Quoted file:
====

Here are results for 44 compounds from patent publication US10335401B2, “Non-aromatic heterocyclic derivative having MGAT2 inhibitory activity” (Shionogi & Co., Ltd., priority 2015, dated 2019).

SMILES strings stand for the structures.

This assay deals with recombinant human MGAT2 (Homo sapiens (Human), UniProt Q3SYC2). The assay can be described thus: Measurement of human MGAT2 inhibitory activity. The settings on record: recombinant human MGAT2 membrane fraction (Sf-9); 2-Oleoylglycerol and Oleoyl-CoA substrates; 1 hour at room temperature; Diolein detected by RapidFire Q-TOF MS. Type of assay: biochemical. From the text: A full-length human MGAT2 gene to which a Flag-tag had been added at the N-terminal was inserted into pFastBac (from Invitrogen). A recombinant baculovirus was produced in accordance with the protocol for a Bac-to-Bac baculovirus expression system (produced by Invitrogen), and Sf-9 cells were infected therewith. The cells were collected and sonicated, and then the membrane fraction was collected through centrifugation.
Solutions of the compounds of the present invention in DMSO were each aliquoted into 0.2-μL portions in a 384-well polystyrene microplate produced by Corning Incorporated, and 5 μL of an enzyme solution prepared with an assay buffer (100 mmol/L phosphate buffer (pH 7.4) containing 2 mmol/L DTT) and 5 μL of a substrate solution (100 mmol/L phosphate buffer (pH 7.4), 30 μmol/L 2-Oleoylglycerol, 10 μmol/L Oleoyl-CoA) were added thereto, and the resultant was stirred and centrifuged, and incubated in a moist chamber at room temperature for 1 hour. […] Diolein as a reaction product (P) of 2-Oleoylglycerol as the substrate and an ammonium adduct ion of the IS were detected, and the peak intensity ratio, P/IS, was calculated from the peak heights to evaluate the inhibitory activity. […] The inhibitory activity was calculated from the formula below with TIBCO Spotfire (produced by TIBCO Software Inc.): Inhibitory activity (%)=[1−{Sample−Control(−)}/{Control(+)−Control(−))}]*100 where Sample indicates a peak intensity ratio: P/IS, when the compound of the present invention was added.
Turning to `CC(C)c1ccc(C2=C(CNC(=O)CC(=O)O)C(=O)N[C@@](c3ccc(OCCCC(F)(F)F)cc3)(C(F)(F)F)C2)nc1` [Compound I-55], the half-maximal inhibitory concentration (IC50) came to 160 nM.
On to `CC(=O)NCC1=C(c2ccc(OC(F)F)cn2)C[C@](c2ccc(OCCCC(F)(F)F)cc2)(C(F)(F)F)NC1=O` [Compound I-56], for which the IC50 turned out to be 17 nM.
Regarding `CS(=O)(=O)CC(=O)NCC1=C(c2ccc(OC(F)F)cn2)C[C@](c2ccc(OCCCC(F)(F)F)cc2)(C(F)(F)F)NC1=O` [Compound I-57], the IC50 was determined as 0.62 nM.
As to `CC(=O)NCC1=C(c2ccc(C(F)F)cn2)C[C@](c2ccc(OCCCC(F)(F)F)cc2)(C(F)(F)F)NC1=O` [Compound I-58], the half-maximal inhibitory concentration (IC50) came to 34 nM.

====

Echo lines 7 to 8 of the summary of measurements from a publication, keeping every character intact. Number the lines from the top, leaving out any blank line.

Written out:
Regarding `CS(=O)(=O)CC(=O)NCC1=C(c2ccc(OC(F)F)cn2)C[C@](c2ccc(OCCCC(F)(F)F)cc2)(C(F)(F)F)NC1=O` [Compound I-57], the IC50 was determined as 0.62 nM.
As to `CC(=O)NCC1=C(c2ccc(C(F)F)cn2)C[C@](c2ccc(OCCCC(F)(F)F)cc2)(C(F)(F)F)NC1=O` [Compound I-58], the half-maximal inhibitory concentration (IC50) came to 34 nM.